Carrie Lukas

This op-ed was co-authored by Hadley Heath, a junior fellow at the Independent Women's Forum.

August recess allows Members to step back from Washington's political tug-of-war and hear from constituents. Many Members are finding that most Americans are concerned about the prospect of growing government's involvement in health care, and would prefer policymakers re-evaluate their positions and start deliberations anew.

Feminists might also use the opportunity to pause and reconsider their stance on the health care issue. Thus far, the role of the old guard feminist groups has been typical of a liberal advocacy group: They are lobbying for the biggest government option on the table. The National Organization for Women (NOW), for example, recently urged members to support an amendment offered by Rep. Dennis Kucinich that would enable states to create single-payer health plans. NOW explains it’s a second-best option compared to their ultimate goal—a single-payer national program—but it's the best they can hope for at this time.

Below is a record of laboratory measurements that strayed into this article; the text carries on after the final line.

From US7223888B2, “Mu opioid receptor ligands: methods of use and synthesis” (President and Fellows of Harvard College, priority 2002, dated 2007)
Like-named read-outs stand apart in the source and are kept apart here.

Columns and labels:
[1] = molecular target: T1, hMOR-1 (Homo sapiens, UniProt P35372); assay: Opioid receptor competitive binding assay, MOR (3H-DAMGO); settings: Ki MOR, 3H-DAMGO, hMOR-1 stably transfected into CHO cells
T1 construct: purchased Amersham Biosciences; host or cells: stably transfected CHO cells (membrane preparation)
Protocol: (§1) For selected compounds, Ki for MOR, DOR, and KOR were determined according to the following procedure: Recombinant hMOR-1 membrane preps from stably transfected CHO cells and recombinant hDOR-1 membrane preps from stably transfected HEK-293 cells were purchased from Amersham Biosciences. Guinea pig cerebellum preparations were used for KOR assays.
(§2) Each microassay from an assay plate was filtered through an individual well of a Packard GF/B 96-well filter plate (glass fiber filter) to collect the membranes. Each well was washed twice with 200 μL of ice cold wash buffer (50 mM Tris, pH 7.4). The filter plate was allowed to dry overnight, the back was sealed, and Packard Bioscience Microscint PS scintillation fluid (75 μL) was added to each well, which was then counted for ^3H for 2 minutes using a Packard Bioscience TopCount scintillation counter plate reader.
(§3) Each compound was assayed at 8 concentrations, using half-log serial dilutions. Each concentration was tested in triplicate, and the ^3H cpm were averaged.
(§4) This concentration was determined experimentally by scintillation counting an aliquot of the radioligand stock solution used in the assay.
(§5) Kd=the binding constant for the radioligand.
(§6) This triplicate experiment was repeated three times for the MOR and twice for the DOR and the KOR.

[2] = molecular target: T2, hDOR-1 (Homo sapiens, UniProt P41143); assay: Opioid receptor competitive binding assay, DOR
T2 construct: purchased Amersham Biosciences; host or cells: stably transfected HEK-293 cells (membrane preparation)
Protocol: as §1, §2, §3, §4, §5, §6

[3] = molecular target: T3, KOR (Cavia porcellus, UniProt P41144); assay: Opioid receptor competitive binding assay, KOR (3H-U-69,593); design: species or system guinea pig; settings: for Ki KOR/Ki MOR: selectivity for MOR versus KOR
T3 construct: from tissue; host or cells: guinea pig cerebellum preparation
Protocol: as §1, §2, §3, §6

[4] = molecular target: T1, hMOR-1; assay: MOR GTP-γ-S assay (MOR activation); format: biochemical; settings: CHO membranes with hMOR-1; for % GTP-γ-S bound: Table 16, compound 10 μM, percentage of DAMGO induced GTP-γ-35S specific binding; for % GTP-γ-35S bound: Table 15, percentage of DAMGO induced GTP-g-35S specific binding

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Is a single-payer system really in the best interest of women? That’s a matter of empirical debate. The vast majority of women who are satisfied with their current health care plan would likely be worse off in a government-run system that provides less choice, discourages new medical innovation, and requires longer wait times for treatments and possibly outright rationing.

Certainly some women may be better off with socialized medicine. Today millions of American women lack health insurance, face high medical costs, and many forgo needed treatment. The current employer-based health insurance system creates particular challenges for women: Women disproportionately work in part-time positions that don't include health benefits, move in and out of the workforce, and receive insurance through their spouse's employment. Facing potential disruptions due to their work and family lives, many women may prefer the stability that would come from a government-run health system, even if that means reduced quality of care.

Carrie Lukas

Carrie Lukas is the Managing Director at the Independent Women’s Voice and author of The Politically Incorrect Guide to Women, Sex, and Feminism.